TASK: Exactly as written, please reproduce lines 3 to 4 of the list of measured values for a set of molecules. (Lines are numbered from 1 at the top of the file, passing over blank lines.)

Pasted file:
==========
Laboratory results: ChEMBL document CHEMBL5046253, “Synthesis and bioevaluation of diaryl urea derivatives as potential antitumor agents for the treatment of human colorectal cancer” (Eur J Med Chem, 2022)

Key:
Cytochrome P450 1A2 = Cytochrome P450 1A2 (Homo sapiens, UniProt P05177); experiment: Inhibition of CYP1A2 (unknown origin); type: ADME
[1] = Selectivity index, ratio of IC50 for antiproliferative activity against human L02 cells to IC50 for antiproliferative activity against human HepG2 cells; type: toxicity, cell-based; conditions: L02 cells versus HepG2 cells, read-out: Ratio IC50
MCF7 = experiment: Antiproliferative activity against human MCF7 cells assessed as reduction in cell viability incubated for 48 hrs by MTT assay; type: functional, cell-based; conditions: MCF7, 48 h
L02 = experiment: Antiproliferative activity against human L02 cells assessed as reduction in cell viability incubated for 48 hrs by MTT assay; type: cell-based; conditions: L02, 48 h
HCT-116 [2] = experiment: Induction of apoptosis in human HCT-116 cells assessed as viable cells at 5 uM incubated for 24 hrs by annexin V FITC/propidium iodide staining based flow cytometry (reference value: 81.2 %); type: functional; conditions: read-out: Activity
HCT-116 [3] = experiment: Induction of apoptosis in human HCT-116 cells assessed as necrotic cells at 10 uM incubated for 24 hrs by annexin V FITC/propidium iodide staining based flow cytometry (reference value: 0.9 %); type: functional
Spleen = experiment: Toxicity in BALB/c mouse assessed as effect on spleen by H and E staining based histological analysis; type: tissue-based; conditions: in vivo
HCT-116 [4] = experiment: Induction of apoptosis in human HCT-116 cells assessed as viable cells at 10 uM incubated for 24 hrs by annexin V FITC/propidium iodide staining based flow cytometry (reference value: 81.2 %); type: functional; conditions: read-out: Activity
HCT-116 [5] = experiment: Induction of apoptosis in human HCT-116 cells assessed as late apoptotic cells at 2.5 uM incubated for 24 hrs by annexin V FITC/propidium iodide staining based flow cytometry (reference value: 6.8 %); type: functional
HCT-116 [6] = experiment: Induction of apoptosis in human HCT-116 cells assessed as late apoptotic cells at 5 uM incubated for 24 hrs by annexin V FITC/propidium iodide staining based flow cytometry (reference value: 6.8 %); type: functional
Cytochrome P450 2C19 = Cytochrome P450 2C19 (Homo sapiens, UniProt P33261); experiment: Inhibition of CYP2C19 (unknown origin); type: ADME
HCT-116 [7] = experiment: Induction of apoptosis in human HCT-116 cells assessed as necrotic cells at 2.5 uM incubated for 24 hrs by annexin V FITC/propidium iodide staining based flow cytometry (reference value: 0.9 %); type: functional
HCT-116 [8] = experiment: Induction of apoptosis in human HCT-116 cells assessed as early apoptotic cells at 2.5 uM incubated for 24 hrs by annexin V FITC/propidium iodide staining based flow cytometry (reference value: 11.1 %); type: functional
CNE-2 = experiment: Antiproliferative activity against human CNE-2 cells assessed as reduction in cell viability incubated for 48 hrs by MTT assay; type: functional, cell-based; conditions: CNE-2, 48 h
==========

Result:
Cytochrome P450 1A2 = Cytochrome P450 1A2 (Homo sapiens, UniProt P05177); experiment: Inhibition of CYP1A2 (unknown origin); type: ADME
[1] = Selectivity index, ratio of IC50 for antiproliferative activity against human L02 cells to IC50 for antiproliferative activity against human HepG2 cells; type: toxicity, cell-based; conditions: L02 cells versus HepG2 cells, read-out: Ratio IC50